The Bible is filled with commands to fear God. But what does it mean to fear the Lord when you are a Christian? Why should we fear God if He is love? How should we fear God? Can we fear Him too much?
Many Christians struggle with questions like these. And I used to be one of them. I had been trying to wrap my head around what it means to fear God, ever since I was a little child. But the more I grew to love God, the more I began to see, hear, feel, and understand what fearing God means.
And as I was gradually uncovering the answers to these questions about fear, I began to realize how tremendously important they are for our relationship with God and vice versa.
What I mean by that, is that if we fear God the wrong way, or worse, if we don’t fear Him at all, it ends up hurting our relationship with God. But the opposite is true too: If our relationship with God is bad, we will fear Him the wrong way, or worse, we won’t fear Him at all.
But let me start at the beginning.
How only the fear of God leads to life
Unbelievers have many rational and irrational fears. Examples are fear of dying, fear of punishment, fear of losing someone they love, fear of other people’s opinions, fear of spiders, fear of losing money or other treasured possessions, and so on. But there is one fear they absolutely do not have: The fear of God.
Whereas they should have fear for God, as one day they will encounter the wrath of God if they don’t repent and turn to Him. That should literally scare the hell out of them.
But for Christians the opposite is true: They only fear God or at least strive to only fear God.
As you most likely know, fear can lead to a flight, fight, or freeze response.
Now, let’s take the fear of death as an example:
- No human can fight death and win, we will all die eventually.
- We cannot flee from death and escape. It will always catch up with us one day.
- And freezing up and doing nothing also doesn’t change the fact that one day we will die.
There is One Person Who has overcome death though. And that Person is Jesus, Who is Life (John 14:6). So, running to Him in response to a fear of death is a sure way to have victory over death, through Him.
And this is true for every fear you might have: The most effective and most efficient response is running to God.
That is equally true for any fear you feel for God Himself.
- Fleeing from God, whether physically, mentally, or spiritually, will lead to your destruction (Hebrews 10:39, Hosea 7:13). And technically, fleeing isn’t even possible. God is always there and He is everywhere. Just think about Jonah, and what happened to him when he tried to flee from God. He almost drowned and was swallowed by a fish for three days until he repented and turned back to God (Jonah 1 and 2).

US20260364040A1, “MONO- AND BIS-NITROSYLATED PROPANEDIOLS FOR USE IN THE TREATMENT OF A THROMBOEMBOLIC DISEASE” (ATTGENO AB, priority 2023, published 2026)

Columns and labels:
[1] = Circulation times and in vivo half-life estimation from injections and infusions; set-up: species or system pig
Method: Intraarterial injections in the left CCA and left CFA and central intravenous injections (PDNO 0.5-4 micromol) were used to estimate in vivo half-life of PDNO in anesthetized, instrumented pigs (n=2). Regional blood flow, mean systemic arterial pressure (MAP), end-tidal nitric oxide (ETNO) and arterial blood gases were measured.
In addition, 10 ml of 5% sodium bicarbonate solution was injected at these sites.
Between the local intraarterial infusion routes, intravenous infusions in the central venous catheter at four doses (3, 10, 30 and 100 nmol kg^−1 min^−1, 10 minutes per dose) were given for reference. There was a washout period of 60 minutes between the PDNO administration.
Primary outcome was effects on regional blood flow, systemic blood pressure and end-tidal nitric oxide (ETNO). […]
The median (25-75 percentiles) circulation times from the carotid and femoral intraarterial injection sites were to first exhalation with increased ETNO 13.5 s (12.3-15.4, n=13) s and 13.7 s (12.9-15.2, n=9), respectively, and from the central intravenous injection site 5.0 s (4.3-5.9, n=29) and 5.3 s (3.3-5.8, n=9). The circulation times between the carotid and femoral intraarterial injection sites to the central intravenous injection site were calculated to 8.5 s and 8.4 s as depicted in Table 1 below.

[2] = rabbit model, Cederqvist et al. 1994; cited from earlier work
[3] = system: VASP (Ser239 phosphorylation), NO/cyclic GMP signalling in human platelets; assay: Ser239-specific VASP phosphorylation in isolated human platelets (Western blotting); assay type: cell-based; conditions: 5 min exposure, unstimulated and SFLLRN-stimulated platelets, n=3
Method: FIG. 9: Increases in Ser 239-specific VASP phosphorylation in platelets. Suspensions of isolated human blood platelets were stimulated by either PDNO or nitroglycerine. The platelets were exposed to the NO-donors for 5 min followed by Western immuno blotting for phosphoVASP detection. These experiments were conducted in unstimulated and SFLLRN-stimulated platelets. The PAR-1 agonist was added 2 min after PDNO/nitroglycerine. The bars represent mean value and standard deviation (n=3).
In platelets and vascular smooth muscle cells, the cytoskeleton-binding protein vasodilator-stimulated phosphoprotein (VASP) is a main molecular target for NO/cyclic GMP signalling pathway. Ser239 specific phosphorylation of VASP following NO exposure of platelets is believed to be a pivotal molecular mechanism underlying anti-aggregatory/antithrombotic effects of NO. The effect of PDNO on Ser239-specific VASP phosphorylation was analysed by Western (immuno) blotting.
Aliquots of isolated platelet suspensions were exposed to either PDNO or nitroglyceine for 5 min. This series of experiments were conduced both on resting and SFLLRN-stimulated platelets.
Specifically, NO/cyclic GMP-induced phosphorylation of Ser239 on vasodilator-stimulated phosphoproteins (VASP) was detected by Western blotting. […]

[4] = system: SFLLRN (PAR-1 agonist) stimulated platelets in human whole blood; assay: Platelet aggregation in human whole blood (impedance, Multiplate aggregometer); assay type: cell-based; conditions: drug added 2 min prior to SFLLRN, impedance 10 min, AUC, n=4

- Fighting against God is just as foolish, for how will you win a battle against the Great I AM, the Creator of heaven and earth? There is no way you can survive that.
- The third option, freezing, is bad too, as we can read in Jesus’ parable of the talents, or bags of gold, in Matthew 25:14-28. The servant who was too afraid of His master to do anything with his talents was thrown into hell!
In a moment we will look at what a healthy fear of God looks like, and how we can cultivate it. But whatever your fear looks like right now, the only correct response to feeling any type of fear of God is fleeing into His arms.
It might sound counterintuitive to run towards the very thing you are afraid of, and in many cases that would be foolish indeed. But in the case of God, it is the wisest thing you can do.
Because God is the only One Who can protect you against anything, including His Own wrath.
That is what Jesus died for. So that through Him we can freely enter the presence of the Lord without being destroyed.
So, for Christians, fearing God actually leads to not having to be afraid that God will destroy you: In His mercy, He already gave His life to protect you.
Good fear and bad fear
The Bible also contains many commands to not be afraid. Is fear a bad thing?
We’ve seen in the examples of Jonah and the servants with the talents, that fear and the other feelings and actions that fear produces, can hinder progress in many ways.
Any fear that steers you away from God or from obeying God is bad. That kind of fear might be caused by:
- A feeling that God, for some reason, is not able to protect you from harm, or help you in other ways. In other words, you lack trust in the power of God. This signifies a lack of faith (Matthew 8:26).
- Or the idea that He is able to do so, but unwilling because He wants to punish you. That is a sign that you have not yet been made perfect in love (1 John 4:18).
- Another reason, one that links closely to the previous two, could be that your fear of something else is so consuming that it distracts you from God. For example when experiencing or reliving traumatic events. In that case, we believe (or a part of us believes) that we are powerless against something harmful. Although we might feel this way, these feelings don’t reflect the Truth that Christ gives us all the power, security, and freedom we need to rise above that fear (Psalm 107:13-14, Psalm 34:4, Psalm 91:4-6, 2 Timothy 1:7, Isaiah 54:4).
For example, if you fully trust God, other people’s opinions cannot destabilize you. Because you will know and feel with every fiber of your being, that God intends good for your life (Jeremiah 29:11).
Of course, I am very aware that that is often easier said than done.
I am sometimes afraid of not expressing myself well enough in the defense of the Gospel. That fear can be unhealthy if it is motivated by not wanting to lose face, rather than pleasing God even if people will hate me for it.